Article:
Though most dryland crops have failed due to the drought, there were scattered pockets of production, according to a Texas AgriLife Extension Service expert.

"There will be some dryland crops harvested in Texas," said Dr. Travis Miller, AgriLife Extension program leader and associate department head of the Texas A&M University soil and crop sciences department, College Station. "The best areas are going to be from Corpus (Christi) north to Victoria and along the coast a little ways; and then from Hill County north and east."

Miller predicted cotton yields in the area from Corpus Christi to Victoria will be in the 350- to 400-pound-per-acre range. Sorghum yields were reported in the 3,000- to 3,700-pound range, while corn yields were about 35 to 40 bushels per acre.

But the situation varied widely not just from one region to another, but county to county, he said.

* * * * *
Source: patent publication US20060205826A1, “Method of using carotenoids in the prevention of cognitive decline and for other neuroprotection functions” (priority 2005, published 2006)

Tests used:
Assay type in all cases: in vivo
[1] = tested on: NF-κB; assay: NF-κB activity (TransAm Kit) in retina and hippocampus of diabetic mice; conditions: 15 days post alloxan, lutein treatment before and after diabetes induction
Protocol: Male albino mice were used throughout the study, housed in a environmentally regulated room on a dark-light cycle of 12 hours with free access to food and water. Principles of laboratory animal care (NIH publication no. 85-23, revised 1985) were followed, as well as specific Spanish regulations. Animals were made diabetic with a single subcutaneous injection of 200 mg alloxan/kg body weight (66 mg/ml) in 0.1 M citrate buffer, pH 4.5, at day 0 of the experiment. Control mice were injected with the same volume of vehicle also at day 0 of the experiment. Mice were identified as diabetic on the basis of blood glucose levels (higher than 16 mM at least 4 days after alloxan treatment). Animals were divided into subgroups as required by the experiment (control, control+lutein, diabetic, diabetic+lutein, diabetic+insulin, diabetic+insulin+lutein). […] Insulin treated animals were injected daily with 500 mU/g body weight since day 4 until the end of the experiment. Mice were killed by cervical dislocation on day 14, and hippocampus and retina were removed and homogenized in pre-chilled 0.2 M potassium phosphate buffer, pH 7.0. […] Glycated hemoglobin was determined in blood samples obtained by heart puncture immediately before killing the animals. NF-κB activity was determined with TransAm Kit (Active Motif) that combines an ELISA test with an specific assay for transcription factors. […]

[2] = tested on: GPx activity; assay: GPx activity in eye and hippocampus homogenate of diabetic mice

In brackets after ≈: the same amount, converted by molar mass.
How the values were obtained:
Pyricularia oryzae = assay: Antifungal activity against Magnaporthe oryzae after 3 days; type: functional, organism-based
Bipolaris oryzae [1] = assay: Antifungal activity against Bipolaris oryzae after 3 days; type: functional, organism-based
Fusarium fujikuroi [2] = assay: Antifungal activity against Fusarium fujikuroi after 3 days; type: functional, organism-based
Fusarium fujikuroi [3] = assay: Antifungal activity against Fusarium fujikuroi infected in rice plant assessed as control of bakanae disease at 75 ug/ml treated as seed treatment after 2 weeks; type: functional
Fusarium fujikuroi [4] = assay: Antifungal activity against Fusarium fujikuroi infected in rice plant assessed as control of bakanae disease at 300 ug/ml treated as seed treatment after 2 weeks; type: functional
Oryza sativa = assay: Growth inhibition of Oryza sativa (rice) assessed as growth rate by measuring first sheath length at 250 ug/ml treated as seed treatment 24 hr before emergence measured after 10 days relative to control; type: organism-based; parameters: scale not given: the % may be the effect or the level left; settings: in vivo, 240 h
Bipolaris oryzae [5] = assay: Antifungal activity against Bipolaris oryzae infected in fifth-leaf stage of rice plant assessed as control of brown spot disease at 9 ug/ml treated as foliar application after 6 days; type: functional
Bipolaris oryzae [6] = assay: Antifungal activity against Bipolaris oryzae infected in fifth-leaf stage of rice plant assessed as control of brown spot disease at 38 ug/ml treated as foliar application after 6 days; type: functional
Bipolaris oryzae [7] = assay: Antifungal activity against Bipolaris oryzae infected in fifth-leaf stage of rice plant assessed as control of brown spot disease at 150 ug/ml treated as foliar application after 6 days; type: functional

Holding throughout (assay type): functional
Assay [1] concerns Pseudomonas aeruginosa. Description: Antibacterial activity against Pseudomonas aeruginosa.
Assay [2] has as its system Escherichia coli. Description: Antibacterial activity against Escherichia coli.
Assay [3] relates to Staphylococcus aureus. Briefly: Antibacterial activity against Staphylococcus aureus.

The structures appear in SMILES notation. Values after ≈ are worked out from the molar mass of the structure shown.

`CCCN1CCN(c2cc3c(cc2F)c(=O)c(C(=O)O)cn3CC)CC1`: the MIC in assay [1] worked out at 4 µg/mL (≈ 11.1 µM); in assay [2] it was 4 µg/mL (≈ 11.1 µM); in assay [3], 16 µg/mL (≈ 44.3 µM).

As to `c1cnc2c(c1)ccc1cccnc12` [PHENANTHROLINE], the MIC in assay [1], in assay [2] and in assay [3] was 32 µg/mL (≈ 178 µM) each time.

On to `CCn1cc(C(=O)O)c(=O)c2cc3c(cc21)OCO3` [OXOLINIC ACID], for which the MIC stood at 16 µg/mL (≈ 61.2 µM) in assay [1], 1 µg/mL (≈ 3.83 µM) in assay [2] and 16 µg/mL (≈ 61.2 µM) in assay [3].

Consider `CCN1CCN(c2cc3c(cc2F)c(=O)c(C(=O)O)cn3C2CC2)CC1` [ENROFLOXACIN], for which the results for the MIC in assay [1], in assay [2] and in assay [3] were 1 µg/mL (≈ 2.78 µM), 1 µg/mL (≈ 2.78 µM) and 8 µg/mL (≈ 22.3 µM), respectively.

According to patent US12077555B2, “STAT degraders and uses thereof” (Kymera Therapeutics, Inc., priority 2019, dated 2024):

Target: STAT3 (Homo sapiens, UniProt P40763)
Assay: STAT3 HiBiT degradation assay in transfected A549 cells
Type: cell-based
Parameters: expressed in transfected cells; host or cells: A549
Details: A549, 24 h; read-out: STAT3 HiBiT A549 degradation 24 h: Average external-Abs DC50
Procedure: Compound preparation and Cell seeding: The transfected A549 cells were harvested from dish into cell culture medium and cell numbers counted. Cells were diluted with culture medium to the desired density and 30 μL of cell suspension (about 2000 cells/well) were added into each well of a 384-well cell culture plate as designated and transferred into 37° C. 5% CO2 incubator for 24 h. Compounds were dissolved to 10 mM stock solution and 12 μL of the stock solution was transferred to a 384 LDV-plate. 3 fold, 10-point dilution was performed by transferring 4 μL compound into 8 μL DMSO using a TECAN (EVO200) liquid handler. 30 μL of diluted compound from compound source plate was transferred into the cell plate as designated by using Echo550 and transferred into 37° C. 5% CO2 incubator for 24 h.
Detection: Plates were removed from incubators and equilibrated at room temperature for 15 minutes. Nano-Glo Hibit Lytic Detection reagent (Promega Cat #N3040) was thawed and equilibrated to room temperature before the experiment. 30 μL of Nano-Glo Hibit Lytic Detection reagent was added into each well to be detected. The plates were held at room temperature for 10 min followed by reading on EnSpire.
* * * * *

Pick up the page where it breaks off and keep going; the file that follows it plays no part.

"If you get a little farther north, say to Matagorda County, they just missed those rains, and there's some 25- to 30-bushel corn," Miller said. "Then Hill County and to the north had some pretty good rains. I think there was some 75-bushel corn, and I believe there will be 3,800- to 4,000-pound sorghum. With the current price scenario, they can probably do a little better than break even on that."

But for most of the state, the dryland situation was just plain dismal, he said.

From Uvalde (South Central Texas) north to Spearman (the upper Panhandle), nearly all dryland crops have failed, he said. There is not going to be much of anything harvested on dryland fields in the southwest Texas area, the Edwards Plateau, the Rolling Plains and the High Plains.

It almost looks desert-like, he said.

"You can't even tell they planted anything," Miller said.

More information on the current Texas drought and wildfire alerts can be found on the AgriLife Extension Agricultural Drought Task Force website at